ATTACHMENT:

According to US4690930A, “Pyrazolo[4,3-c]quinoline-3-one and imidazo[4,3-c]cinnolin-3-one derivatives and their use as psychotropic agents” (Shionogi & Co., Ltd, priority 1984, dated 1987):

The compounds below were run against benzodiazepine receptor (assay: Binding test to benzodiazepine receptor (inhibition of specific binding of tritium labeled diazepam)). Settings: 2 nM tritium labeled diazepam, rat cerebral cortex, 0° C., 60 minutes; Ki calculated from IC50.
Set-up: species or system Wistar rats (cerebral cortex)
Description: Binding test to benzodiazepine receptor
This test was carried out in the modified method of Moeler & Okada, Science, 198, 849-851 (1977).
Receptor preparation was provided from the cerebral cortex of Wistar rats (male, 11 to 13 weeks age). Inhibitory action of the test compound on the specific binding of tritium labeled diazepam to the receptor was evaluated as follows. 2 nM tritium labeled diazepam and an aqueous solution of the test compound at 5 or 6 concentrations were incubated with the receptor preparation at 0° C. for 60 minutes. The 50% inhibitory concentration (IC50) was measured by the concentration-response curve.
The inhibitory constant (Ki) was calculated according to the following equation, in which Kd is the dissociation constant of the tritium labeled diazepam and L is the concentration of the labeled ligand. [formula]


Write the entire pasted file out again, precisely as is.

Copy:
According to US4690930A, “Pyrazolo[4,3-c]quinoline-3-one and imidazo[4,3-c]cinnolin-3-one derivatives and their use as psychotropic agents” (Shionogi & Co., Ltd, priority 1984, dated 1987):

The compounds below were run against benzodiazepine receptor (assay: Binding test to benzodiazepine receptor (inhibition of specific binding of tritium labeled diazepam)). Settings: 2 nM tritium labeled diazepam, rat cerebral cortex, 0° C., 60 minutes; Ki calculated from IC50.
Set-up: species or system Wistar rats (cerebral cortex)
Description: Binding test to benzodiazepine receptor
This test was carried out in the modified method of Moeler & Okada, Science, 198, 849-851 (1977).
Receptor preparation was provided from the cerebral cortex of Wistar rats (male, 11 to 13 weeks age). Inhibitory action of the test compound on the specific binding of tritium labeled diazepam to the receptor was evaluated as follows. 2 nM tritium labeled diazepam and an aqueous solution of the test compound at 5 or 6 concentrations were incubated with the receptor preparation at 0° C. for 60 minutes. The 50% inhibitory concentration (IC50) was measured by the concentration-response curve.
The inhibitory constant (Ki) was calculated according to the following equation, in which Kd is the dissociation constant of the tritium labeled diazepam and L is the concentration of the labeled ligand. [formula]